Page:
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The eleventh century saw two conquests which fundamentally shaped the fate of England. In 1016, after nearly thirty years of damaging viking raids, England submitted to the rule of the Danish King Svein Forkbeard; in 1018 his son Cnut secured the throne and established a powerful Anglo-Scandinavian kingdom. In 1066, William the Bastard, duke of Normandy, became king: a bloody four years of intermittent rebellions and brutal repressions left much of the old Anglo-Saxon nobility dead and new Norman landowners in control.

Military evolution in the eleventh century

The eleventh century saw something of a military revolution across Europe. Maille armour became longer, shields became kite-shaped and well-equipped semi-professional warriors became increasingly common.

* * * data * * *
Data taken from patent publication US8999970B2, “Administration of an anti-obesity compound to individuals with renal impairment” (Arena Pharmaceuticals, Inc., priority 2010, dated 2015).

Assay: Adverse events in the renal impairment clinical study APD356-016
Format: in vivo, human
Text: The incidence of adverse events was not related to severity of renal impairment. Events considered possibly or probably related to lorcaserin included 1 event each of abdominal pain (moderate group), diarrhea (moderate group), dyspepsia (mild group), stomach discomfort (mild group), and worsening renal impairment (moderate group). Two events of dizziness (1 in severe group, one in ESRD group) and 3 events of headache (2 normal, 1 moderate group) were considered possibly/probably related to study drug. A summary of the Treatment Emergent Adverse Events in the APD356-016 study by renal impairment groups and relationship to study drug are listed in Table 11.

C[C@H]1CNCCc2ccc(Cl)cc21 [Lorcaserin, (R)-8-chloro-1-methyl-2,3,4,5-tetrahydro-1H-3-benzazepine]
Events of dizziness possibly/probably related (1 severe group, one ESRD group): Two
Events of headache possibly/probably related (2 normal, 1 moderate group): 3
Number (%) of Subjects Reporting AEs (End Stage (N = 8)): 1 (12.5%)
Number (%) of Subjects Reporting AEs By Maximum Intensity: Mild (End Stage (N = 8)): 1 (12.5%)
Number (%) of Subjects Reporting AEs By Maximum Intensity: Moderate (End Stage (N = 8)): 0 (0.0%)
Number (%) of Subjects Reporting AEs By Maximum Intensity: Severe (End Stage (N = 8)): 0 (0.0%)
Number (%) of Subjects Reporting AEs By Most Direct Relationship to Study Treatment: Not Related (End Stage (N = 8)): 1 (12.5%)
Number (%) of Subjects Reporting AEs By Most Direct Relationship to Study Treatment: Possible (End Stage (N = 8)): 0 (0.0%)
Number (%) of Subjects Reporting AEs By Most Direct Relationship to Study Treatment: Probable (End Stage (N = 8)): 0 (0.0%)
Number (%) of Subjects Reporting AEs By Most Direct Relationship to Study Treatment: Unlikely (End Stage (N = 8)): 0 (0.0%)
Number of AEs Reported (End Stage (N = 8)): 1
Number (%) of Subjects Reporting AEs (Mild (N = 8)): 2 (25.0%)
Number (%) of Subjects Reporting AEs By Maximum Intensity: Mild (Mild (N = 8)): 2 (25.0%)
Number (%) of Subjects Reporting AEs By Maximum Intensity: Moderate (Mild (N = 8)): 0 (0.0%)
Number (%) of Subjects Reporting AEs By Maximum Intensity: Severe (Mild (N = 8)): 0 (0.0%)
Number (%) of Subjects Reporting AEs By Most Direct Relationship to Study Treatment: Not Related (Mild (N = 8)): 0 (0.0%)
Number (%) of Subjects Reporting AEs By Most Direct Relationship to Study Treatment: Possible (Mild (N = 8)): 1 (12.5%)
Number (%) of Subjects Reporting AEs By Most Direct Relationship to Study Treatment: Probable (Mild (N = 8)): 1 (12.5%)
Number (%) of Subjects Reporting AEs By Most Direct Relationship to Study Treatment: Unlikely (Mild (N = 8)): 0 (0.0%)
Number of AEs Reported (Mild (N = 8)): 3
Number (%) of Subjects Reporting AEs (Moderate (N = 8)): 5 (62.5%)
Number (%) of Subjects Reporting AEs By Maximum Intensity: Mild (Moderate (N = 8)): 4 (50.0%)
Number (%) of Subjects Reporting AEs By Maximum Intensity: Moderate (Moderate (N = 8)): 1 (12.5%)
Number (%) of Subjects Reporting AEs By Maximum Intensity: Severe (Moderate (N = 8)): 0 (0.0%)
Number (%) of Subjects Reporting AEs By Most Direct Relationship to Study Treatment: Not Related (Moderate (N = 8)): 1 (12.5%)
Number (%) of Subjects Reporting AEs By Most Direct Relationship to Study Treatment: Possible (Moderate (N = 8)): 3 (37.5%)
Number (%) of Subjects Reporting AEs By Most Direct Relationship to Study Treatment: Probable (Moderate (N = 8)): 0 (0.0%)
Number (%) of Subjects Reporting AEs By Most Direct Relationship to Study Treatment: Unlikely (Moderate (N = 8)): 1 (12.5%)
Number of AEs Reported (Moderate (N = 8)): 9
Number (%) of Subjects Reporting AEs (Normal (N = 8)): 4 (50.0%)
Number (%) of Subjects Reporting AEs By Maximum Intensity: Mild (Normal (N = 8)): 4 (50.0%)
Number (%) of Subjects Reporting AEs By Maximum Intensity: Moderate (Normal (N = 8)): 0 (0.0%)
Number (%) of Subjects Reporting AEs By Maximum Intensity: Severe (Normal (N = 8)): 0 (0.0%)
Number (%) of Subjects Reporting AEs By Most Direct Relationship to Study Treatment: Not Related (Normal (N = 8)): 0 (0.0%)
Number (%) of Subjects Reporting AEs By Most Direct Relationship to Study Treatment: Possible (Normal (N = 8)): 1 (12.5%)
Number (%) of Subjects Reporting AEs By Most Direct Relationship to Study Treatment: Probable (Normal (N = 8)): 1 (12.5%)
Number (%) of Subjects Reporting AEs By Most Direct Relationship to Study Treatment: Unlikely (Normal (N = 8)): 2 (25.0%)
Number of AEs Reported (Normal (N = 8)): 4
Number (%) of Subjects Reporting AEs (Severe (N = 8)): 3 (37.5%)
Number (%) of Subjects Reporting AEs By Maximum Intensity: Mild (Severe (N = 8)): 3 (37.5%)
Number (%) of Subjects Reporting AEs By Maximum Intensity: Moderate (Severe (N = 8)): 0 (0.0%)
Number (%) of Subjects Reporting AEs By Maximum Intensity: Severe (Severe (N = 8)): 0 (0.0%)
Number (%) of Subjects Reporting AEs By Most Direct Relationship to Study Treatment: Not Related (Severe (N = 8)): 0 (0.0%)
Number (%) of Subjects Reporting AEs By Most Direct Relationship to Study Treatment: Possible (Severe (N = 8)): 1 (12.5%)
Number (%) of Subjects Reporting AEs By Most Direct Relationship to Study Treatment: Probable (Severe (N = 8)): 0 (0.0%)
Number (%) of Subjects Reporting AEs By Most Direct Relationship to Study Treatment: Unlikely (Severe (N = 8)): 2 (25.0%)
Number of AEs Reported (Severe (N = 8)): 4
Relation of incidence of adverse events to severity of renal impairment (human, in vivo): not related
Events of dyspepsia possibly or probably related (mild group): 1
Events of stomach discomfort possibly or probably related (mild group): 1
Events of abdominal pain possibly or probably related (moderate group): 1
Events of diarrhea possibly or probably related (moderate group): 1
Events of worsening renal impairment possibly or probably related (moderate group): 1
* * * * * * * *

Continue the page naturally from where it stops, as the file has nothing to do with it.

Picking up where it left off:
These changes first took root on the Continent. The earliest evidence for what we call “Norman” kit can be found in Continental manuscripts from the first quarter of the eleventh century, i.e. probably anywhere from c.1000.

England and Scandinavia appear to have adopted the new military trends slightly later, though certainly before 1066. For Anglo-Saxon and Viking kit, the ‘later period’ covered by this guide should start from c.1050. Both English and Scandinavian costume essentially follow the same guidelines in the later period. Scandinavia had been heavily influenced by the administrative practices, religion and fashions of England and the Danelaw in the tenth century. Cnut’s conquest of England in 1016 only intensified this influence. In the eleventh century Scandinavia very much followed trends in England.

By 1066, all three of the main protagonists (Harold Godwineson, Harald Hardrada and William the Bastard) and their semi-professional warriors would have looked very similar on the battlefield – though their lower-status supporting forces might have looked less identical.


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